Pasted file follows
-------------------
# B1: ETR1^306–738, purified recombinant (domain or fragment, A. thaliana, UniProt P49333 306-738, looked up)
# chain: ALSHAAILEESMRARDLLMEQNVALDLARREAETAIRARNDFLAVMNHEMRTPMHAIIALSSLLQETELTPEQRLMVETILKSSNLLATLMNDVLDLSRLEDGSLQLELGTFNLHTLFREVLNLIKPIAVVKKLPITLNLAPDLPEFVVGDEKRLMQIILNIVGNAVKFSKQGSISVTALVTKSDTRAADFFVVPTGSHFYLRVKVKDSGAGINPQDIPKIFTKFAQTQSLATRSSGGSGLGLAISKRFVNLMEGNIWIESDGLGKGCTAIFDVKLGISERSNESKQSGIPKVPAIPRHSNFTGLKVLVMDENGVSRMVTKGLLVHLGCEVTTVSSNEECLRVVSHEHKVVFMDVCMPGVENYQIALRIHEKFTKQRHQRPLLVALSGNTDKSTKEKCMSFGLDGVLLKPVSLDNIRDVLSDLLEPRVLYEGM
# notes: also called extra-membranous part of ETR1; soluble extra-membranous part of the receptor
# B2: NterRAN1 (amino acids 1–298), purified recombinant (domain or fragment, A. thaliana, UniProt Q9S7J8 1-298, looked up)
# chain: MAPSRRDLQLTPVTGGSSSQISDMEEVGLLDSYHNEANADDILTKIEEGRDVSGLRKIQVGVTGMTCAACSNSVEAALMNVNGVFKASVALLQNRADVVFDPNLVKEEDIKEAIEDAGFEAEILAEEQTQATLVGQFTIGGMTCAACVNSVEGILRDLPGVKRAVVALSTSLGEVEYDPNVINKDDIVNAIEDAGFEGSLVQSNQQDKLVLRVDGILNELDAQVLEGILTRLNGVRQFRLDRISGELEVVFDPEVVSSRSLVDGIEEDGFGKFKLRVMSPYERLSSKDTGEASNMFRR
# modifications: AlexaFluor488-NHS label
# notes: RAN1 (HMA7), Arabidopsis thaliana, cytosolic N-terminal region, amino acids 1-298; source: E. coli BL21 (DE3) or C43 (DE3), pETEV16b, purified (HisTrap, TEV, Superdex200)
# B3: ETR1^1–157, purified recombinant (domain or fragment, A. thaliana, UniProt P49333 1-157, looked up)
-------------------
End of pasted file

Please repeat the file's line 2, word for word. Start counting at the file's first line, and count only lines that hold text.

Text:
# chain: ALSHAAILEESMRARDLLMEQNVALDLARREAETAIRARNDFLAVMNHEMRTPMHAIIALSSLLQETELTPEQRLMVETILKSSNLLATLMNDVLDLSRLEDGSLQLELGTFNLHTLFREVLNLIKPIAVVKKLPITLNLAPDLPEFVVGDEKRLMQIILNIVGNAVKFSKQGSISVTALVTKSDTRAADFFVVPTGSHFYLRVKVKDSGAGINPQDIPKIFTKFAQTQSLATRSSGGSGLGLAISKRFVNLMEGNIWIESDGLGKGCTAIFDVKLGISERSNESKQSGIPKVPAIPRHSNFTGLKVLVMDENGVSRMVTKGLLVHLGCEVTTVSSNEECLRVVSHEHKVVFMDVCMPGVENYQIALRIHEKFTKQRHQRPLLVALSGNTDKSTKEKCMSFGLDGVLLKPVSLDNIRDVLSDLLEPRVLYEGM